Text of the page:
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Massachusetts State Regulators on Tuesday charged Securities America with selling $697 million of unregistered notes to customers without disclosing the risks.

Securities America, which is owned by Ameriprise Financial Inc., sold notes issued on behalf of Medical Capital Holdings Inc. to 60 Massachusetts investors. What Securities America neglected to tell customers, the Orange County Register reported, was that Medical Capital had never audited a financial statement and was investing in areas outside its core expertise.

What was Medical Capital really investing in? A yacht, mortgages on hospitals that have since closed, production for a film about Mexican Little Leaguers, and all-expenses paid trips given to Securities America executives.

$1.7 billion in Medical Capital notes were issued from 2003 through 2009, and Securities America customers purchased one third of these notes. Medical Capital defaulted on paying investors in August 2008.

Last August, the SEC shut down another attempted sale of $77 million in Medical Capital Notes. In their court order, the federal regulator said the company was perpetuating a fraud, according to Massachusetts State Secretary William Galvin.

Both Medical Capital and Securities America had hired a due-diligence analyst, who warned that investors should be told of the risks. Both companies declined to share the report with their customers, or even with most of its salespeople.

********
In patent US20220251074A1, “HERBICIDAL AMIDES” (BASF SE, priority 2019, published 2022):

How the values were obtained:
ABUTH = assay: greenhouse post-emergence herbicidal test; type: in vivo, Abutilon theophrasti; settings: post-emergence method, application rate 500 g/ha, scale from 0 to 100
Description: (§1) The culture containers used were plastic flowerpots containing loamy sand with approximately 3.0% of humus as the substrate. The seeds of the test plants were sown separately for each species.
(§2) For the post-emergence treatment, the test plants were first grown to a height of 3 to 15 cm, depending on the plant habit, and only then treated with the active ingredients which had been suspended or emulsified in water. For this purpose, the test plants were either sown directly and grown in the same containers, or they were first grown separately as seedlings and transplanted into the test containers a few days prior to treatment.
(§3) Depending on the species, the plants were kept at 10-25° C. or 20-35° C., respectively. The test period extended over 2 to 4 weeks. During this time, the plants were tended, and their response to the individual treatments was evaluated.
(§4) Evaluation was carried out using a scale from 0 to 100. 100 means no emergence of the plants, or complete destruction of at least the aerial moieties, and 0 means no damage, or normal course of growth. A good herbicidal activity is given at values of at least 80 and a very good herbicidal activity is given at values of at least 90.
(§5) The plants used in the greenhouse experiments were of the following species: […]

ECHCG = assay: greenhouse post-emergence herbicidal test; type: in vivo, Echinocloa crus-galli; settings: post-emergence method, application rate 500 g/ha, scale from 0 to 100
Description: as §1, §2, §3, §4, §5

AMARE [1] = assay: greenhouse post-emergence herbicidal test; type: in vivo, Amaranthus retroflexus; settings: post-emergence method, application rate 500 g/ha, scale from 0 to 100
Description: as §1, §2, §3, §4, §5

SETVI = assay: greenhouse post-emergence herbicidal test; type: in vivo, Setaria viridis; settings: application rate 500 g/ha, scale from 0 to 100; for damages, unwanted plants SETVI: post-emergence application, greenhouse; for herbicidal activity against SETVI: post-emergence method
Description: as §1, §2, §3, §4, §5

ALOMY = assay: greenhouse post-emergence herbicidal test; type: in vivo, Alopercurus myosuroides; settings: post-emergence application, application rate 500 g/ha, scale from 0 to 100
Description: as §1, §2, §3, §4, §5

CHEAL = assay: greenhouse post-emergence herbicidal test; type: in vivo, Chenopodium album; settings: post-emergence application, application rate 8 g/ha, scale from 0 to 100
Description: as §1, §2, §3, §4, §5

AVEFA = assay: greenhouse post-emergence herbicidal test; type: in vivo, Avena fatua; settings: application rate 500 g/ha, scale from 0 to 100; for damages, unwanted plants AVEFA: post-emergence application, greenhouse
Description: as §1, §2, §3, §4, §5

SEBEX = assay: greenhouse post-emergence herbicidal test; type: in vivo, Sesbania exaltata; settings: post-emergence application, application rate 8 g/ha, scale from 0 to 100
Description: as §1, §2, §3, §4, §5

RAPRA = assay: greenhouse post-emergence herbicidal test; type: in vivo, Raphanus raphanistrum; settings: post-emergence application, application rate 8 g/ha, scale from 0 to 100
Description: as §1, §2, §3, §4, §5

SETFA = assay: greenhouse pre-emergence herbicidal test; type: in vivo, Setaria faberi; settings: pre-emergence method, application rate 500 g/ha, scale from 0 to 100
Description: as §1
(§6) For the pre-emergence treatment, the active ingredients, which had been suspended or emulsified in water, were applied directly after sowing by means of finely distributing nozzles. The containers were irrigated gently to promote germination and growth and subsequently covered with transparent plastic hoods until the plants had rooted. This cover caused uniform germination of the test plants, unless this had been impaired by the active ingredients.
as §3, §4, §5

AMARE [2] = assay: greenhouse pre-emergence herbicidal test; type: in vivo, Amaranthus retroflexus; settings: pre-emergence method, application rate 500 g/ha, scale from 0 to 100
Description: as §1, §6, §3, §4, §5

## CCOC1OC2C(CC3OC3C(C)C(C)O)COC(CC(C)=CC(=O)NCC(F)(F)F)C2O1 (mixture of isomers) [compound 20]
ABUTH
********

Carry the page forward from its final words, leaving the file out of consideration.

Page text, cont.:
Medical Capital notes are an example of private placement securities, which is typically issued by small private businesses outside the stock market. The SEC only allows private placement securities to be sold to investors with a net worth exceeding $1 million.

By placing this restriction, the SEC is hoping to weed out unsophisticated, or uninformed, investors. But as mentioned on this blog, the most common victim of investment fraud is a married man in his 50’s, someone who understands financial matters.

Medical Capital notes affected any number of investors who didn’t stand a chance with the information they were provided.

If you invested in Medical Capital Notes, contact our attorneys for more information.


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